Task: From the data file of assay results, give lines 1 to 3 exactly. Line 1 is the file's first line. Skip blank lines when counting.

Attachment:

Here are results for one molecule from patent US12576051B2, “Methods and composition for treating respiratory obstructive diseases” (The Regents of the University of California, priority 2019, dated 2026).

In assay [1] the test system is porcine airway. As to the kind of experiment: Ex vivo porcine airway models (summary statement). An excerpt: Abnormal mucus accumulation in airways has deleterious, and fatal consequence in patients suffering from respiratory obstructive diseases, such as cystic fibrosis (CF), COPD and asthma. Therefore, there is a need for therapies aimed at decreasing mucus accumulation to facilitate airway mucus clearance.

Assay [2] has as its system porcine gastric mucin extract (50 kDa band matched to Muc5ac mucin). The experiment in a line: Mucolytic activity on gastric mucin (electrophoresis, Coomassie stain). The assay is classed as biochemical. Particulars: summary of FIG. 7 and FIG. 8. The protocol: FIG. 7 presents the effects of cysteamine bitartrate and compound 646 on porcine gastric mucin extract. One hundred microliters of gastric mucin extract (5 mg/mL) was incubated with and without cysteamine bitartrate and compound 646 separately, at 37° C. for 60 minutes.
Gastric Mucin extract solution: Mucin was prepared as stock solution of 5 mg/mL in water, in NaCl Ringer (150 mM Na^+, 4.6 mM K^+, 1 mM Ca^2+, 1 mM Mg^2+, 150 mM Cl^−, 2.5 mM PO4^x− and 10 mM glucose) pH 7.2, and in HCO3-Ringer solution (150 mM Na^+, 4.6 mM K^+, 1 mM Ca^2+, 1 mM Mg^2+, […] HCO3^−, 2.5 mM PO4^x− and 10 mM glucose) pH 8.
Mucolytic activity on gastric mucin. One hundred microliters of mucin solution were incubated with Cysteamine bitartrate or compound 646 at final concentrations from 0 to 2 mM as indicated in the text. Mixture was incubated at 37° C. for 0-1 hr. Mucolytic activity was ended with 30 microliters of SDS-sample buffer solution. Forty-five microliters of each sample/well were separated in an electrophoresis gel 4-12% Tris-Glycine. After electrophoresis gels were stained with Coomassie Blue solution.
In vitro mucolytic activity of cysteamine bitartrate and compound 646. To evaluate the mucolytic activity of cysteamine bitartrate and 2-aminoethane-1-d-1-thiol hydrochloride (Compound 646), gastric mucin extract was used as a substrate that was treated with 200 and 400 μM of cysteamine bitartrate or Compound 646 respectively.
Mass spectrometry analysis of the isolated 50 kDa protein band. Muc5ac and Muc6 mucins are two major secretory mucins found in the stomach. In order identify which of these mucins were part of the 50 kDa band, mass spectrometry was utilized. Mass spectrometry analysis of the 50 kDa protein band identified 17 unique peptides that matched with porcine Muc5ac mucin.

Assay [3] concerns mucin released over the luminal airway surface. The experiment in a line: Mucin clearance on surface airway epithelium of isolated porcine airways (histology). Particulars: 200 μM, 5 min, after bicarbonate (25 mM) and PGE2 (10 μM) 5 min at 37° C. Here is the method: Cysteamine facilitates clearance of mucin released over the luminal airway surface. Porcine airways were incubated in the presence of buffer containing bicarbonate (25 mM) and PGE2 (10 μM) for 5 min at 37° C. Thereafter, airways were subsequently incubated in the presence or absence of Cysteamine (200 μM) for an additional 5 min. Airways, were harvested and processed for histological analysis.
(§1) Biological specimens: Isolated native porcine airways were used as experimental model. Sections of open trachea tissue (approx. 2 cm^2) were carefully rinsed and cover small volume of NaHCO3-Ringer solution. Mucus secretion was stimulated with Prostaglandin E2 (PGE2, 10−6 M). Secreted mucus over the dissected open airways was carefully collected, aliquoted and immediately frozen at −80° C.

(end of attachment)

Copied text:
Here are results for one molecule from patent US12576051B2, “Methods and composition for treating respiratory obstructive diseases” (The Regents of the University of California, priority 2019, dated 2026).

In assay [1] the test system is porcine airway. As to the kind of experiment: Ex vivo porcine airway models (summary statement). An excerpt: Abnormal mucus accumulation in airways has deleterious, and fatal consequence in patients suffering from respiratory obstructive diseases, such as cystic fibrosis (CF), COPD and asthma. Therefore, there is a need for therapies aimed at decreasing mucus accumulation to facilitate airway mucus clearance.

Assay [2] has as its system porcine gastric mucin extract (50 kDa band matched to Muc5ac mucin). The experiment in a line: Mucolytic activity on gastric mucin (electrophoresis, Coomassie stain). The assay is classed as biochemical. Particulars: summary of FIG. 7 and FIG. 8. The protocol: FIG. 7 presents the effects of cysteamine bitartrate and compound 646 on porcine gastric mucin extract. One hundred microliters of gastric mucin extract (5 mg/mL) was incubated with and without cysteamine bitartrate and compound 646 separately, at 37° C. for 60 minutes.